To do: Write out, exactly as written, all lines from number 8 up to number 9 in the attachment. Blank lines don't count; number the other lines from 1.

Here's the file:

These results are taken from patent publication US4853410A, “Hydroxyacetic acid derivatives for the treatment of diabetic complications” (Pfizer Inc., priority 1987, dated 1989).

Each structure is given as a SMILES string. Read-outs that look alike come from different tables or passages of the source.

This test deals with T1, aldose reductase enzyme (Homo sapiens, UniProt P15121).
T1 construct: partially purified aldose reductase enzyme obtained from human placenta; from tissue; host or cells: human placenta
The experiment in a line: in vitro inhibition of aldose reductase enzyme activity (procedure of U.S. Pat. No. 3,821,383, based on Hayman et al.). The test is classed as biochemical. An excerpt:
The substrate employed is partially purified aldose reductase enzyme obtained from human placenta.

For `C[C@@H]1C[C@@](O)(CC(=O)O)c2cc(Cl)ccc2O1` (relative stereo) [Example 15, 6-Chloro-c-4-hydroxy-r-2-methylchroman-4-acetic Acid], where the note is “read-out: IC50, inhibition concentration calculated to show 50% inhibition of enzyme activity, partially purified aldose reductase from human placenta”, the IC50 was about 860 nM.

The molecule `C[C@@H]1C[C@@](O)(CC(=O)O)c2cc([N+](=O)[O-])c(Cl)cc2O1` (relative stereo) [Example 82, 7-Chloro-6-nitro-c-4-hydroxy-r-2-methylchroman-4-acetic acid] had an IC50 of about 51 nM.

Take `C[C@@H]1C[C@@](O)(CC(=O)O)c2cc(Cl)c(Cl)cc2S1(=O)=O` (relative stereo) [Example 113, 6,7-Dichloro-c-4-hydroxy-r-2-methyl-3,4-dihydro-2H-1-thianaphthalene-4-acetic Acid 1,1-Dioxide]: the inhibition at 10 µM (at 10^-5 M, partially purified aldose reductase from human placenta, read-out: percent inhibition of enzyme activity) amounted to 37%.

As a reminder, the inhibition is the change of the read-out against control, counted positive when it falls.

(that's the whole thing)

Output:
The molecule `C[C@@H]1C[C@@](O)(CC(=O)O)c2cc([N+](=O)[O-])c(Cl)cc2O1` (relative stereo) [Example 82, 7-Chloro-6-nitro-c-4-hydroxy-r-2-methylchroman-4-acetic acid] had an IC50 of about 51 nM.

Take `C[C@@H]1C[C@@](O)(CC(=O)O)c2cc(Cl)c(Cl)cc2S1(=O)=O` (relative stereo) [Example 113, 6,7-Dichloro-c-4-hydroxy-r-2-methyl-3,4-dihydro-2H-1-thianaphthalene-4-acetic Acid 1,1-Dioxide]: the inhibition at 10 µM (at 10^-5 M, partially purified aldose reductase from human placenta, read-out: percent inhibition of enzyme activity) amounted to 37%.